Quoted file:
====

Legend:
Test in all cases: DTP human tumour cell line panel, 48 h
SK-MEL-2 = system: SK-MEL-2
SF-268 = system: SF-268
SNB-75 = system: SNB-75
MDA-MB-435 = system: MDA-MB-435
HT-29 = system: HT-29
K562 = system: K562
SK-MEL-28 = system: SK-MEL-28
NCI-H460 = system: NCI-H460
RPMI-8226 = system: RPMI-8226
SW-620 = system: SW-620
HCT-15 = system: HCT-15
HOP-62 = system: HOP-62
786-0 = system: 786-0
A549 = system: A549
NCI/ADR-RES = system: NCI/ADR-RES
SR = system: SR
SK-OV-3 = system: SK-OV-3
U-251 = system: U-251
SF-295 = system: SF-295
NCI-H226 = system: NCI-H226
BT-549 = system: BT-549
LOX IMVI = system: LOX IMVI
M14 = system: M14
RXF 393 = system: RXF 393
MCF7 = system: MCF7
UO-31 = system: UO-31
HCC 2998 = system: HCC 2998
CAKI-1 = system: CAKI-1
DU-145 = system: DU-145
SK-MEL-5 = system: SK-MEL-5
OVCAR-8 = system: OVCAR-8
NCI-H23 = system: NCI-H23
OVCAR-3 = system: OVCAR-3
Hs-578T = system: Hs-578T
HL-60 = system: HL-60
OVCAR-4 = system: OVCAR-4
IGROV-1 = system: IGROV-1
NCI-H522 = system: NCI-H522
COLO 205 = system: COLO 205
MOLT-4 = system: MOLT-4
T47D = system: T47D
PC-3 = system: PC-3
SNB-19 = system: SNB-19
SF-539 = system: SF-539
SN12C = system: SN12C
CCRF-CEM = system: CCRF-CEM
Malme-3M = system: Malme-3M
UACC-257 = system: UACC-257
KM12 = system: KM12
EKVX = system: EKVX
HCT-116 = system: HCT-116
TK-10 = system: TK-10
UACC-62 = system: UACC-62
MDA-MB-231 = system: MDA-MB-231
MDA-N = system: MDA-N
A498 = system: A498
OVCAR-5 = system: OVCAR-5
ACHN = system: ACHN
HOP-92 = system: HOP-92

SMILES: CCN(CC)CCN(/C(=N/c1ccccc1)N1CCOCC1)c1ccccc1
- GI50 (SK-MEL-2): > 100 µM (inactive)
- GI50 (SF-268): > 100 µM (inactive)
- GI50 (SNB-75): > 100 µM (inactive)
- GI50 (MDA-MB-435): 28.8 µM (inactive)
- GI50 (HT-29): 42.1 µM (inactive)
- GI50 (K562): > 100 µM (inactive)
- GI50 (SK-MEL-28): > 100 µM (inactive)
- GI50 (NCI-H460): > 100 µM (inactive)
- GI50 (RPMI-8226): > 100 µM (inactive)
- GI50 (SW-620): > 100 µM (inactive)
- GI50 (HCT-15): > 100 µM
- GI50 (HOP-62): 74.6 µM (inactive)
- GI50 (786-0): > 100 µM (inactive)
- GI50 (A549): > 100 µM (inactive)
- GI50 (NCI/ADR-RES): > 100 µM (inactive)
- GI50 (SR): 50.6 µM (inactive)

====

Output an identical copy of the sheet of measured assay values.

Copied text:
Legend:
Test in all cases: DTP human tumour cell line panel, 48 h
SK-MEL-2 = system: SK-MEL-2
SF-268 = system: SF-268
SNB-75 = system: SNB-75
MDA-MB-435 = system: MDA-MB-435
HT-29 = system: HT-29
K562 = system: K562
SK-MEL-28 = system: SK-MEL-28
NCI-H460 = system: NCI-H460
RPMI-8226 = system: RPMI-8226
SW-620 = system: SW-620
HCT-15 = system: HCT-15
HOP-62 = system: HOP-62
786-0 = system: 786-0
A549 = system: A549
NCI/ADR-RES = system: NCI/ADR-RES
SR = system: SR
SK-OV-3 = system: SK-OV-3
U-251 = system: U-251
SF-295 = system: SF-295
NCI-H226 = system: NCI-H226
BT-549 = system: BT-549
LOX IMVI = system: LOX IMVI
M14 = system: M14
RXF 393 = system: RXF 393
MCF7 = system: MCF7
UO-31 = system: UO-31
HCC 2998 = system: HCC 2998
CAKI-1 = system: CAKI-1
DU-145 = system: DU-145
SK-MEL-5 = system: SK-MEL-5
OVCAR-8 = system: OVCAR-8
NCI-H23 = system: NCI-H23
OVCAR-3 = system: OVCAR-3
Hs-578T = system: Hs-578T
HL-60 = system: HL-60
OVCAR-4 = system: OVCAR-4
IGROV-1 = system: IGROV-1
NCI-H522 = system: NCI-H522
COLO 205 = system: COLO 205
MOLT-4 = system: MOLT-4
T47D = system: T47D
PC-3 = system: PC-3
SNB-19 = system: SNB-19
SF-539 = system: SF-539
SN12C = system: SN12C
CCRF-CEM = system: CCRF-CEM
Malme-3M = system: Malme-3M
UACC-257 = system: UACC-257
KM12 = system: KM12
EKVX = system: EKVX
HCT-116 = system: HCT-116
TK-10 = system: TK-10
UACC-62 = system: UACC-62
MDA-MB-231 = system: MDA-MB-231
MDA-N = system: MDA-N
A498 = system: A498
OVCAR-5 = system: OVCAR-5
ACHN = system: ACHN
HOP-92 = system: HOP-92

SMILES: CCN(CC)CCN(/C(=N/c1ccccc1)N1CCOCC1)c1ccccc1
- GI50 (SK-MEL-2): > 100 µM (inactive)
- GI50 (SF-268): > 100 µM (inactive)
- GI50 (SNB-75): > 100 µM (inactive)
- GI50 (MDA-MB-435): 28.8 µM (inactive)
- GI50 (HT-29): 42.1 µM (inactive)
- GI50 (K562): > 100 µM (inactive)
- GI50 (SK-MEL-28): > 100 µM (inactive)
- GI50 (NCI-H460): > 100 µM (inactive)
- GI50 (RPMI-8226): > 100 µM (inactive)
- GI50 (SW-620): > 100 µM (inactive)
- GI50 (HCT-15): > 100 µM
- GI50 (HOP-62): 74.6 µM (inactive)
- GI50 (786-0): > 100 µM (inactive)
- GI50 (A549): > 100 µM (inactive)
- GI50 (NCI/ADR-RES): > 100 µM (inactive)
- GI50 (SR): 50.6 µM (inactive)